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The Rising Loonie

The rise and fall of the Canadian dollar against its U.S. counterpart has been creating havoc for the Canadian forest industry for years, and it looks like 2009 won’t be an exception. The loonie sat quietly for a few months earlier this year, but lately it has been on another roller coaster ride, mainly making upward gains.


November 14, 2011
By Bill Tice editor
The rise and fall of the Canadian dollar against its U.S. counterpart has been creating havoc for the Canadian forest industry for years

If you’re thinking, “that’s going to be great for my winter getaway this year,” you may be right, but you may also want to be careful what you wish for. A stronger Canadian dollar will get you a cheap cold one and a lower hotel room bill on check out at a tropical beach resort, make the family trip to a Disney theme park a little more affordable, and save you a couple of bucks on that “must have” U.S. on-line purchase, but what is the true cost to Canadians? If you work in the forest industry, or any export sector for that matter, it could be astronomical.

When the roller coaster was going the other way late last year and the Canadian dollar was dropping in value after hitting par earlier in 2008, Pricewaterhouse Coopers’ forestry expert Craig Campbell estimated that “a one cent drop in the value of the Canadian dollar generated $450 million for this country’s forest industry.” He said the lower loonie “was the one bright light at the end of a tough year for the Canadian forestry sector.”

As the loonie takes flight in the upward direction once again, we’re looking at just as a big of a number, but it will of course have a minus sign in front of it. The impact of a higher Canadian dollar was made clear in the latest round of quarterly results released throughout July by Canada’s public forest products companies. Most of the major producers blamed the usual culprits for their losses – poor housing start numbers in the United States, the global recession, and for integrated companies – weak markets for pulp and paper. They also talked about currency woes and although some of the companies that have U.S. dollar denominated debt picked up a few bucks on paper by having loans in now cheaper U.S. greenbacks, it wasn’t enough to soften the blow of a 90 cent plus Canadian dollar on products sold. Vancouver-based Canfor Corporation, one of this country’s largest lumber producers, said the gain they made of over $10 million by having loans in U.S. currency, was one of the items that “masked” the company’s true financial performance. Canfor summed it up when they said, “a decline in lumber unit manufacturing costs and improved lumber prices were mostly offset by lower pulp prices, the stronger Canadian dollar and indefinite closure costs.”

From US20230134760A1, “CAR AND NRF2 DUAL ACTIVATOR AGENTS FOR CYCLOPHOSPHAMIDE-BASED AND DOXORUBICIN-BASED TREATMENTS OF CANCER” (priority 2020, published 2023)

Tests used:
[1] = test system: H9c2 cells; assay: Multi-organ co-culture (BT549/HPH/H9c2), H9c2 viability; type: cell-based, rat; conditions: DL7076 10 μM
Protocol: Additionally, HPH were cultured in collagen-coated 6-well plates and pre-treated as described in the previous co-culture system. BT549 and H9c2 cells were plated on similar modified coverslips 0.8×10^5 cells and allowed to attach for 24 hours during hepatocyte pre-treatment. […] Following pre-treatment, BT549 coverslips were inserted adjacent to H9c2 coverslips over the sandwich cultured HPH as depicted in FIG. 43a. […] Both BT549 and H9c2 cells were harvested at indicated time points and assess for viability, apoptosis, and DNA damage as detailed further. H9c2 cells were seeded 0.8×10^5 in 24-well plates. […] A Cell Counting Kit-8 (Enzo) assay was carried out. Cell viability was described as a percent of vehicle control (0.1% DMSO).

The biggest problem with currency fluctuations is there is no remedy. When it comes to other issues such as lower product prices or decreased demand for products, companies can take measures into their own hands by reducing capacity or cutting costs in other ways, which is what many Canadian forest products producers have already done. Currency values are a whole different story as they are impacted by factors beyond the control of the forest industry and the people working in it. This is especially the case for countries with commodity-based currencies such as Canada.

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The Bank of Canada’s recent declaration in July that “the recession is over” is a perfect example of how outside sources can impact the Canadian dollar and our industry. Currency traders took the Bank’s announcement as a sign that things were improving for the country and the dollar shot up, costing Canada’s forest sector much needed revenue. In fact, good news anywhere on the world stage can increase the value of the loonie because during times of trouble, investors seek the “safe haven” of the U.S. dollar, driving that currency upward. When times are more stable, they back off from the greenback, reducing its value against other currencies, including ours. Canada’s oil and mining industries also play a crucial role  in the equation as increased global activity spurs demand for oil and minerals such as copper, which of course increases the value of the Canadian dollar and our commodity heavy S&P/TSX composite.

It’s a complex issue and not for the weak of heart when it comes to speculating which way the Canadian dollar will go. In the meantime, plan that winter vacation in the sun. Just keep your fingers crossed that the Canadian dollar doesn’t go up too much. The relaxation and the vitamin D triggered by the sun’s rays will be good for your health, but when you return home, having a strong and profitable forest industry that benefits from a lower loonie will be good for all of us.

 

Bill Tice, Editor
btice@annexweb.com


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